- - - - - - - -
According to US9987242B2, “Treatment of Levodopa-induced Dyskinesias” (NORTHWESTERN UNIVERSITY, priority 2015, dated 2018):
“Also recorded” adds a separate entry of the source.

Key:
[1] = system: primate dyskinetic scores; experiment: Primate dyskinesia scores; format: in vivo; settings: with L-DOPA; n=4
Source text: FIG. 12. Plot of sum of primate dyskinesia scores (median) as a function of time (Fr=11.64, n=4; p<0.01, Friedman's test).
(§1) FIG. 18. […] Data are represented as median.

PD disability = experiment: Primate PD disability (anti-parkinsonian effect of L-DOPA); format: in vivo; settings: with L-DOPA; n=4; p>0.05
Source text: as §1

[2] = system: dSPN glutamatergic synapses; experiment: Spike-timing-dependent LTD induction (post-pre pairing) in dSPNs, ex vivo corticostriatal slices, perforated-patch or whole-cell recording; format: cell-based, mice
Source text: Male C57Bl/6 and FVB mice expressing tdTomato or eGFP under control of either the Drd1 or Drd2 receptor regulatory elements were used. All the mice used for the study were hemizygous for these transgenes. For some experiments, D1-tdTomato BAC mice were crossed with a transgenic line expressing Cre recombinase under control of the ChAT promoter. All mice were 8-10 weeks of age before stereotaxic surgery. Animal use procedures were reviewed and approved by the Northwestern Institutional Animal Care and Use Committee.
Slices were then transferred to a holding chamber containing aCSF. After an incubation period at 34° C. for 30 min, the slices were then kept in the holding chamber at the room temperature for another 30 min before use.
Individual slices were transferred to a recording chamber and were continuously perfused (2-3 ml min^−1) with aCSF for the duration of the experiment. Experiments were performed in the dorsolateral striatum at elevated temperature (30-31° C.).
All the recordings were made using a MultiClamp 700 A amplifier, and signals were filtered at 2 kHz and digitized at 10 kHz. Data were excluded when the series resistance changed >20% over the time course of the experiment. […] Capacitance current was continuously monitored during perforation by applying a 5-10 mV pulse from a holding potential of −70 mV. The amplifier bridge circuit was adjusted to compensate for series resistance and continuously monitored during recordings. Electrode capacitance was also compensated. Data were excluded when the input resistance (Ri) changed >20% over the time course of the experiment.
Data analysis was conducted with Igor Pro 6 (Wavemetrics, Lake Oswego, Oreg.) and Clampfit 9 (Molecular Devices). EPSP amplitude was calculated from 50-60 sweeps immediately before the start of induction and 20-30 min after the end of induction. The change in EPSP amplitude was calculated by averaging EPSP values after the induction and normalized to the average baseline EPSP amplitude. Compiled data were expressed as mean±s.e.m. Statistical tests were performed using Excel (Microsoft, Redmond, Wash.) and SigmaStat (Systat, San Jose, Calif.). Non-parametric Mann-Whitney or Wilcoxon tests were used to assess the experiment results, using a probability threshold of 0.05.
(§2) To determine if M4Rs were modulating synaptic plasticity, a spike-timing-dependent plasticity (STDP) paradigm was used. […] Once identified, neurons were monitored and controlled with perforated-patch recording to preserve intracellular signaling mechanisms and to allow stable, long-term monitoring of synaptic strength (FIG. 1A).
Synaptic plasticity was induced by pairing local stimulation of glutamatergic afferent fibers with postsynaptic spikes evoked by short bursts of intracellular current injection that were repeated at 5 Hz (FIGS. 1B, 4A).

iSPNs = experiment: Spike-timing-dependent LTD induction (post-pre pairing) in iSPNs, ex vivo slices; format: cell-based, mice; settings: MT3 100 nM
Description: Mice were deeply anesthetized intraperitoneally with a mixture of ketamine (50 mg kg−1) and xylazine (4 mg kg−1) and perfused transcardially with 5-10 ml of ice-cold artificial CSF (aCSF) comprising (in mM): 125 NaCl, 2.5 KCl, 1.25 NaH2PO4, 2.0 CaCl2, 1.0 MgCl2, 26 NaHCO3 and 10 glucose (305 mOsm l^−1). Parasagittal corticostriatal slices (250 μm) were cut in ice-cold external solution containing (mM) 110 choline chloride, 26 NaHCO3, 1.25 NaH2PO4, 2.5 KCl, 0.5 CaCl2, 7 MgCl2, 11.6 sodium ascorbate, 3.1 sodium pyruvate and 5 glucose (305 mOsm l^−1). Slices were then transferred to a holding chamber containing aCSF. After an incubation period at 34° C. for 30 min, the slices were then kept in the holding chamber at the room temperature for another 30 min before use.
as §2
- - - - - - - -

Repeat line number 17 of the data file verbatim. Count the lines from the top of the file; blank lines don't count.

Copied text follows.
iSPNs = experiment: Spike-timing-dependent LTD induction (post-pre pairing) in iSPNs, ex vivo slices; format: cell-based, mice; settings: MT3 100 nM